Most physicians focus on medicine in school and rarely find the time to take a course in how to manage an office staff. But as those of you already in practice know, a fully operational, efficient, and smooth-running office takes work and skill to accomplish. In general, the ability to create and sustain effective relationships with staff and patients falls directly on your shoulders. And if done correctly, it will become your most valuable currency.


In any office, there are times when someone grates on someone else’s nerves. When interoffice relationships stagnate into tension and hurt feelings, it affects the entire staff and rears its ugly head in the form of decreased productivity, absenteeism, and high turnover. The No. 1 reason people report they leave a job was conflict with a coworker or a manager.

Office conflicts are normal and inevitable. What’s the solution? You have the ability to instill trust and confidence within your staff. Create an office environment where conflict resolution is the norm—where disputes, grievances, misunderstandings, and hurt feelings are not ignored but addressed before they undermine the relationships among your staff.

Laying the foundation for a friendly and structured office is less about “control” and more about “influence.” Keep in mind that everything you do and say sends a message. Before you speak, be clear about the message you want to send. Your office staff plays an invaluable role in your life. With their combined effort and your positive reinforcement, you will have the peace of mind to concentrate on your patients.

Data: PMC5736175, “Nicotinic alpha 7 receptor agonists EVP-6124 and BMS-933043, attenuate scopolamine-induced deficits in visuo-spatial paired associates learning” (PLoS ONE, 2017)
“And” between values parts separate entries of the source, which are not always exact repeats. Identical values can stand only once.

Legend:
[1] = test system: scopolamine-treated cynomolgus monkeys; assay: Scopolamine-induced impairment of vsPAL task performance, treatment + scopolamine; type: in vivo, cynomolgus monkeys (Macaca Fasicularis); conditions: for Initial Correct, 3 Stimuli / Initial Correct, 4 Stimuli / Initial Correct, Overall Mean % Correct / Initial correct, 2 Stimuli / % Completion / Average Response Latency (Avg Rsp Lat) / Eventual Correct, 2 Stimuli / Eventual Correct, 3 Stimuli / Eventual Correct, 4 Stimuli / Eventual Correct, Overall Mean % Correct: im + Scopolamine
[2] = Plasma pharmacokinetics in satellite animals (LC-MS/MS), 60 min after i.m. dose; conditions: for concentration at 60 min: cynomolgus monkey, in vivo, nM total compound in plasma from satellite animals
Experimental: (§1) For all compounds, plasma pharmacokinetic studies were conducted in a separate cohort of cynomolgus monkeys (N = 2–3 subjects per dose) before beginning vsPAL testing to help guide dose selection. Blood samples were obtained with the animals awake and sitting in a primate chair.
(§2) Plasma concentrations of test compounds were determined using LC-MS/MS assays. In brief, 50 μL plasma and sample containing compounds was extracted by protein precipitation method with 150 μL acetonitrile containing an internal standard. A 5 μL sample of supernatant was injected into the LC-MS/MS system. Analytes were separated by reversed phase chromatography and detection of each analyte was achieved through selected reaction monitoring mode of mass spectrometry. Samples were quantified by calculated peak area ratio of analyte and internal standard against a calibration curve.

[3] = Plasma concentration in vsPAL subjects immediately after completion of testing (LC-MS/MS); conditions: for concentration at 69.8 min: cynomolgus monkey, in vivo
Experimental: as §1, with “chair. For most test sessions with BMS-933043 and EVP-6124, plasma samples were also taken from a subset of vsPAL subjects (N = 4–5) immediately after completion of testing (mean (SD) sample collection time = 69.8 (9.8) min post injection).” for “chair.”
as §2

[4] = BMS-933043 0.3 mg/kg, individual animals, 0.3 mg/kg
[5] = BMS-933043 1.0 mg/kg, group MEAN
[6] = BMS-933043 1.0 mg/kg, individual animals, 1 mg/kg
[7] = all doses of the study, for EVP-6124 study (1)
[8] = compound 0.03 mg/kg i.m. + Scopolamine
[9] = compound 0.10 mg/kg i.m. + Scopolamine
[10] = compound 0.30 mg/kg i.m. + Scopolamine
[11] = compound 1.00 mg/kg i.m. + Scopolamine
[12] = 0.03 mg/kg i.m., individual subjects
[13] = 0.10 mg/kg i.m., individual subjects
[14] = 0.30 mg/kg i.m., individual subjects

The relationship that you have with your office manager is key. She or he is your right hand in this effort and is in the trenches daily with your staff—as well as with your patients.

It is vital that your office manager be on the same page as you when it comes to values and vision for your office. Two qualities to look for when hiring an office manager are polished communication/people skills and brilliant coaching techniques. The relationship with your office manager needs to be nurtured. That means you must find the time to spend quiet time alone discussing what really goes on in your office.

The following powerful tools will help you with office politics:

A) Listen

The greatest gift you can offer your staff and patients is for you to take the time to carefully listen to what they have to say, with an earnest intent to understand their concerns. The ability to listen and concentrate on what another has to say is a learned response that begins immediately when you stop talking and offering advice.

Schedule a time to sit down with first your office manager and then your staff. Have a roundtable discussion where everyone has the chance to speak his or her mind. Make eye contact with everyone, especially when they are speaking; and if someone seems to be hanging back and not sharing with the group, politely draw them into the conversation by asking them a question or offering them time to address a concern. This is no time for a monologue by anyone—especially not you. Although it’s important that you maintain a position of leadership throughout the discussion, listen more than you speak.

Ask clarifying questions, and intermittently take time to summarize in your own words what you think you have heard. While the discussion is in progress, put your office on hold. Forward phone calls, turn off pagers and cell phones, and don’t allow paperwork on the table to be shuffled while others are speaking.

A good beginning would be to meet with your office manager at least once every 2 weeks and your staff once a month. These meetings don’t have to be lengthy, but they do have to be considered sacred time—don’t change the day or time once things take off unless, of course, an emergency comes up. Canceling meetings sends a loud and clear signal that you had something more important to do than to talk with your staff.